A Legislative referral (or legislative referendum) is a form of referendum in which a legislature puts proposed legislation up for popular vote (either voluntarily or, in the case of a constitutional amendment, as a necessary part of the procedure), rather than through the initiative or referendum process. These ballot measures, depending on the state in question, can either amend a state's constitution or enact a change in a state statute.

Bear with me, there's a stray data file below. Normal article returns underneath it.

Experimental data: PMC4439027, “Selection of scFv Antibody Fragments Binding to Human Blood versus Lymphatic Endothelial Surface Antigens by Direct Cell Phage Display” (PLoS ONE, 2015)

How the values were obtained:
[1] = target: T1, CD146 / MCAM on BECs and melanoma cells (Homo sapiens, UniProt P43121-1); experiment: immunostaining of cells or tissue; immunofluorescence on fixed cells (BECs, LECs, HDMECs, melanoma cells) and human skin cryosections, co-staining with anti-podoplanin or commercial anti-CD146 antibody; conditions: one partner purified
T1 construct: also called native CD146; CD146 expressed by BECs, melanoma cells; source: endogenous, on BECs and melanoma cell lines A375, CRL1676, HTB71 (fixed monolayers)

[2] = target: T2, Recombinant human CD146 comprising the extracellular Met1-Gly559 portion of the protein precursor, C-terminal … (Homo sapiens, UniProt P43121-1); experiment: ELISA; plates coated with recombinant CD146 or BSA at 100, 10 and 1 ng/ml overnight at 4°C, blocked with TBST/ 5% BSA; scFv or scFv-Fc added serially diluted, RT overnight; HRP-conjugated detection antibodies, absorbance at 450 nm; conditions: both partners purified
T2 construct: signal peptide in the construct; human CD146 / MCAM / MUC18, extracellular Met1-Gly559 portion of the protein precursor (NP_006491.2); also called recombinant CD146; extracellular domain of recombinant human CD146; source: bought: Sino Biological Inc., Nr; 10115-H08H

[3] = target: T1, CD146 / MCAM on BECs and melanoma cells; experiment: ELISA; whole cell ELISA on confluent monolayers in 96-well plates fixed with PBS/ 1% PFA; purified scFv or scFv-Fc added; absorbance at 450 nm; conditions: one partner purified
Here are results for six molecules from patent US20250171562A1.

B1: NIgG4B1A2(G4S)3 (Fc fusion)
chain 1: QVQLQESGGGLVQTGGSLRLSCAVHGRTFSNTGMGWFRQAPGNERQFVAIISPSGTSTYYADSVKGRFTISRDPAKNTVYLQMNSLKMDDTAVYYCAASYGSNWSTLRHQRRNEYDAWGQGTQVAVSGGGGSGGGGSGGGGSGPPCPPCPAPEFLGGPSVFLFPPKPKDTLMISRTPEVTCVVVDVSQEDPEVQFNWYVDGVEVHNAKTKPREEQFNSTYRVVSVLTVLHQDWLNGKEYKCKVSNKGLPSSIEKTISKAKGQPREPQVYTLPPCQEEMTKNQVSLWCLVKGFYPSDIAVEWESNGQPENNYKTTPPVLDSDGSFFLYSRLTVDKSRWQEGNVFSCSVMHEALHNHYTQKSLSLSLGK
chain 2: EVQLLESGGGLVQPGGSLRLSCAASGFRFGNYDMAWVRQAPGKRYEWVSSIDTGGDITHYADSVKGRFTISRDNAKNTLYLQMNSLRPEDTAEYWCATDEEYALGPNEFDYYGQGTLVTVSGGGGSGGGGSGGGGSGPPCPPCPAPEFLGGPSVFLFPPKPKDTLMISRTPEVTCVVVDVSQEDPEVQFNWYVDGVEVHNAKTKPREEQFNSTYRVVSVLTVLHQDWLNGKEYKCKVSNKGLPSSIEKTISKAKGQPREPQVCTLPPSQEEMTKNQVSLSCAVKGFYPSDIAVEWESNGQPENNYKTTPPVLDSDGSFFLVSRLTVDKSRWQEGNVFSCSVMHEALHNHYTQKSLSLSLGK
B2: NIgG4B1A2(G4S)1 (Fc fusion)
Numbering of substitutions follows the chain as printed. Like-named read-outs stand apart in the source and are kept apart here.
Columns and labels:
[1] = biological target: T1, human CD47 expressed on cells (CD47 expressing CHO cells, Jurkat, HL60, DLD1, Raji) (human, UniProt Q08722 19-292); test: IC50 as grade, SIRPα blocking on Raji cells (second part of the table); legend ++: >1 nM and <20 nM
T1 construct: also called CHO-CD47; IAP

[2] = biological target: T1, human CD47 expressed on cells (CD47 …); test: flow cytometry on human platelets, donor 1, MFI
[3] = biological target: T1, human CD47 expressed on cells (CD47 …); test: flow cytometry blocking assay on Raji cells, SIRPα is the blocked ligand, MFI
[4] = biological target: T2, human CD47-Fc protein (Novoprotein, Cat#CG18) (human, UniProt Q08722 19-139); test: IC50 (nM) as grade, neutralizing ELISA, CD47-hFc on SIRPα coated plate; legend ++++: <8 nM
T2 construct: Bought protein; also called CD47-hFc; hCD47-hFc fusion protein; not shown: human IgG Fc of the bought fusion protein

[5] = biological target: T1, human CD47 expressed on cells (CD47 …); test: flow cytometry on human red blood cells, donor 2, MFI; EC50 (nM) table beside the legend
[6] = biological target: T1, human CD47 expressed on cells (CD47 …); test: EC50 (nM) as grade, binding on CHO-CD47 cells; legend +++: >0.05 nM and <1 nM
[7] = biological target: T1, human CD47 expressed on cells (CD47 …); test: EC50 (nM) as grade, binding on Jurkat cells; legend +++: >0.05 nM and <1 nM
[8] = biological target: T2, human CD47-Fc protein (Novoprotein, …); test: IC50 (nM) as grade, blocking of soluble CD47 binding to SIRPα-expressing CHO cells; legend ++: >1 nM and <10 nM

Bond issues are a common type of legislatively referred ballot measure. In some states, such as Oregon, if the state legislature in both chambers vote to put a measure on the ballot, the governor is not allowed to veto their action.
|This article does not cite any references or sources. (August 2008)|
|This law-related article is a stub. You can help Wikipedia by expanding it.|